More and more airlines are teaming up with world-class chefs, hoping to solve that ultimate #firstworldproblem: how to serve a top-rate meal in the air.
The strategy seems to be to throw glamorous, big-name chefs at the problem and hope that they can recreate on planes that same gastronomic magic they do at their restaurants.
Celebrity chef Heston Blumenthal helped British Airways with a special Olympic in-flight menu in 2012; Joel Robuchon and Air France have made headlines with their collaboration, which began in 2011.
The Ritz-Carlton Hong Kong has also been tasked with creating a first-class menu for Cathay Pacific.
Their Italian restaurant, Tosca, is famous for creative Italian cooking and recently received one Michelin star after Pino Lavarra took over as executive chef.
Lavarra was asked to whip up a gourmet menu that will work at 30,000 feet above sea level.
He went one step further: Lavarra is serving the same in-flight meal at Tosca as a special four-course "first class menu" costing HK$1,400 ($180) per head.
Airplane food served at an expensive restaurant?
Lavarra admits it's not the easiest sell.
"I agree that in-flight food has a bad reputation. I also find most of it terrible," says the chef.
He says The Ritz-Carlton's height inspired the menu.
The hotel is nearly 500 meters (1,640 feet) above ground, earning it the superlative of "world's highest hotel," and bringing its guests close to a mid-air experience, without them getting on a plane.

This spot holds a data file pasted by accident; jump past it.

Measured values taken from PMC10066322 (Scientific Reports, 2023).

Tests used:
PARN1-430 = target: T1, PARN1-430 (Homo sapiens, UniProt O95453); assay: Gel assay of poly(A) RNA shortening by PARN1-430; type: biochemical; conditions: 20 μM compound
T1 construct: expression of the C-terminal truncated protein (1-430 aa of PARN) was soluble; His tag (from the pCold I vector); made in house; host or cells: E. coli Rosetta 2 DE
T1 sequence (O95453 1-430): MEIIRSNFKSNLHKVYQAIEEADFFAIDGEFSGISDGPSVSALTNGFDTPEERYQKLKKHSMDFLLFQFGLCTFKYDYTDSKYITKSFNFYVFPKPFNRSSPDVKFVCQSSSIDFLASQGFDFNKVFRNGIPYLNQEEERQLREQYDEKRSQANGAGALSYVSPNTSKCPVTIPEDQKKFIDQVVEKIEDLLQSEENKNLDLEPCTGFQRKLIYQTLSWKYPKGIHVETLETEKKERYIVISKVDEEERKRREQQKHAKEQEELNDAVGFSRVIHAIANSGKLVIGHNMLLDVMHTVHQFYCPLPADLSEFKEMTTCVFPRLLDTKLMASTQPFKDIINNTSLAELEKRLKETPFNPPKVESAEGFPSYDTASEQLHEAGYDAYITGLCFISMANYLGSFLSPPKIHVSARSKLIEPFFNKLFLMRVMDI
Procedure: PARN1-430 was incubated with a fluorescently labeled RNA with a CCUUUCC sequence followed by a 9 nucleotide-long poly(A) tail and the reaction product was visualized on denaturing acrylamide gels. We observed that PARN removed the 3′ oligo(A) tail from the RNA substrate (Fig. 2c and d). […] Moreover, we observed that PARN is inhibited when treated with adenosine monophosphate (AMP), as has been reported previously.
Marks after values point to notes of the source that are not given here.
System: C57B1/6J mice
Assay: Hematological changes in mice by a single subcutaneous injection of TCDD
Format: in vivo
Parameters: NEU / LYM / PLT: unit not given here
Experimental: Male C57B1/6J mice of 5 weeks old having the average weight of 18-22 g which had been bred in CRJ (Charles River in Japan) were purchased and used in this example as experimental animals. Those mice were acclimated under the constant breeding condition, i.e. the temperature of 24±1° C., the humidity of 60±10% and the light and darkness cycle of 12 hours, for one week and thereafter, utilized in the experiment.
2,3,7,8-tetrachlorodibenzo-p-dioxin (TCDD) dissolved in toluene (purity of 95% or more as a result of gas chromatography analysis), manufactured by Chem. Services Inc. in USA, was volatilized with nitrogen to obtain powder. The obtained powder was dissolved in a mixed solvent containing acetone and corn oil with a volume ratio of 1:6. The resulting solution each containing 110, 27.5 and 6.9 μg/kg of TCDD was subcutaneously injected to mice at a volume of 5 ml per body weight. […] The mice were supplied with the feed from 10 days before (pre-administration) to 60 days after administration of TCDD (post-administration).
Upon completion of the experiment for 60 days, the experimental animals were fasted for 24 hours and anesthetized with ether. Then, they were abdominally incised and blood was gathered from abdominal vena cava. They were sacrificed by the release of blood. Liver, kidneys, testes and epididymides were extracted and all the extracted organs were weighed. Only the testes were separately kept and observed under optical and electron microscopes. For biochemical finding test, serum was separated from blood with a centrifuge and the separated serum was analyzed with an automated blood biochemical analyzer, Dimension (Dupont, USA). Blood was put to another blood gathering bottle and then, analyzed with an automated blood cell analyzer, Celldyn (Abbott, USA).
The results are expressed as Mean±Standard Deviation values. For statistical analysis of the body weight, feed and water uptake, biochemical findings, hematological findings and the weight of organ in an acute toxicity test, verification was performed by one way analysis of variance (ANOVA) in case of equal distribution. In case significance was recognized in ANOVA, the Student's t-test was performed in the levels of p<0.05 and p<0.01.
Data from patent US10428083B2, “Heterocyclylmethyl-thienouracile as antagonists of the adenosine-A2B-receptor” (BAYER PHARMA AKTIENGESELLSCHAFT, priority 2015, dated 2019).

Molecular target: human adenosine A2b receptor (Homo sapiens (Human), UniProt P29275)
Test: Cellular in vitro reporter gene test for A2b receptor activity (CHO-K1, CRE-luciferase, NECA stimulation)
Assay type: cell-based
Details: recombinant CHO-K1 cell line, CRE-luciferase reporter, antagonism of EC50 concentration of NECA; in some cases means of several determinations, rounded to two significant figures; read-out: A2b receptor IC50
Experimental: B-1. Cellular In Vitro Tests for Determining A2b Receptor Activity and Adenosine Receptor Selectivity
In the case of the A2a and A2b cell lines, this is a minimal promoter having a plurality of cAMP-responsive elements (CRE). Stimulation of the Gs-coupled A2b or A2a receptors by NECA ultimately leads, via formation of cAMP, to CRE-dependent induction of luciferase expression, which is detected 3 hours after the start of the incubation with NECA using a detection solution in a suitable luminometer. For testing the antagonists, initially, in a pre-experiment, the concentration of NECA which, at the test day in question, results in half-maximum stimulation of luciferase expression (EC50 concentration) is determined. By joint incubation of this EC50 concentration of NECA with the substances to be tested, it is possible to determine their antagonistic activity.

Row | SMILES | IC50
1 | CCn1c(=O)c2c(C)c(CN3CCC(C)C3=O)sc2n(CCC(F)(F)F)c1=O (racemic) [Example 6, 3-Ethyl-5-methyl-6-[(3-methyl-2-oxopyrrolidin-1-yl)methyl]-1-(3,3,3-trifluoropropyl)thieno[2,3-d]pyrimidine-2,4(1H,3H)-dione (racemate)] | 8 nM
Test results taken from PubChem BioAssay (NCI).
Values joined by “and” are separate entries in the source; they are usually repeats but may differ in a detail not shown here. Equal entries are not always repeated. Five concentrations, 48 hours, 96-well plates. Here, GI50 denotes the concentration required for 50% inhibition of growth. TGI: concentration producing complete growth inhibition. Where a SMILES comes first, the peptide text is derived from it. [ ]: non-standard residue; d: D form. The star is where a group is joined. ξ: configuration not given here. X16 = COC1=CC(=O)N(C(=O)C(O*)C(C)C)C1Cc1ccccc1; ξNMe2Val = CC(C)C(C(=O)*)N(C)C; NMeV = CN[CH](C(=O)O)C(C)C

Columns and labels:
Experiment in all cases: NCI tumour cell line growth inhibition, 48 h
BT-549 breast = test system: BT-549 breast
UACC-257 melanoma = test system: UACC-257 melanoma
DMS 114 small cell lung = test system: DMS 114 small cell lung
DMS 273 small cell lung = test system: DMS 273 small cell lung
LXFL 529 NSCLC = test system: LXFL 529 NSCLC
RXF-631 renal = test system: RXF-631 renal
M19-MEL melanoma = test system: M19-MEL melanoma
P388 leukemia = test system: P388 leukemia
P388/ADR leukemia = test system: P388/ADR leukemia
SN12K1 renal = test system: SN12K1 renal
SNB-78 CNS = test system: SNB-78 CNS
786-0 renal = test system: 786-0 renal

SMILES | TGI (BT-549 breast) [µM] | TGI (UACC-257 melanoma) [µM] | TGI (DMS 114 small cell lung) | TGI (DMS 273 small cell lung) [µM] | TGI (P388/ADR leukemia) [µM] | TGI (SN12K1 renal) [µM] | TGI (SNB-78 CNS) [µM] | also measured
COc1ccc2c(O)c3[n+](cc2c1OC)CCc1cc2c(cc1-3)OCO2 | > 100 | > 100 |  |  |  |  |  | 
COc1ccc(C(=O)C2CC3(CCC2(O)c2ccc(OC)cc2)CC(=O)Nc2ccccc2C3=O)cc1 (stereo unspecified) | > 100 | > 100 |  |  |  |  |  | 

The two menus -- in-flight and on the ground -- can't be exactly the same however.
Lavarra says the idea of recreating gourmet restaurant experiences in the air will only ever be a concept.
In reality, it will never be replicated.
"The meal served on the plane, it's cooked by somebody else, it's prepared eight to 12 hours ahead of time, it's mass production," says Lavarra.
In other words, it isn't the personalized, fussy cooking of a top-notch restaurant.
But the biggest problem is an airline's concern for food safety, which trumps the customer's desire for deliciousness.
"Everything has to be pasteurized, and you can't use raw tuna or raw beef," says Lavarra.
The chef serves high-quality beef carpaccio on both his in flight and restaurant menus.
The one at the restaurant is a traditional Italian appetizer of thick slices of tender raw beef paired with ricotta and a perky tomato jam.
The same dish on the plane has to be tweaked to get around food safety regulations: the beef is seared first, so it isn't really a carpaccio anymore.
For connoisseurs, it would be the equivalent of adding water to aged whiskey.
Don't count on the bread